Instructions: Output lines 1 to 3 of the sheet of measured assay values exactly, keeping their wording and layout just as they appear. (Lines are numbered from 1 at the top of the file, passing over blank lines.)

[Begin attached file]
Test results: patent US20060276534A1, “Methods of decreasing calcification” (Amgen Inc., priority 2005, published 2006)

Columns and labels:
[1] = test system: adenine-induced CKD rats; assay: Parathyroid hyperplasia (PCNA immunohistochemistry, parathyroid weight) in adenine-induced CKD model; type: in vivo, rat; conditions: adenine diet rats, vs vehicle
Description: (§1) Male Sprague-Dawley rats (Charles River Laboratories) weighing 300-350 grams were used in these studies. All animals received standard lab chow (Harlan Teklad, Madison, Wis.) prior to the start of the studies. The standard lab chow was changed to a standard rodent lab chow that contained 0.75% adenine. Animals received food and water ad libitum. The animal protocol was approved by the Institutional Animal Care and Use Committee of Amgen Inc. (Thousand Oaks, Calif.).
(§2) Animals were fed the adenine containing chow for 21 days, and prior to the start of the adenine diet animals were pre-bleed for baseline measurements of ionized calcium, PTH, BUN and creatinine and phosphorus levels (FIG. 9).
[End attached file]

Test results: patent US20060276534A1, “Methods of decreasing calcification” (Amgen Inc., priority 2005, published 2006)

Columns and labels:
[1] = test system: adenine-induced CKD rats; assay: Parathyroid hyperplasia (PCNA immunohistochemistry, parathyroid weight) in adenine-induced CKD model; type: in vivo, rat; conditions: adenine diet rats, vs vehicle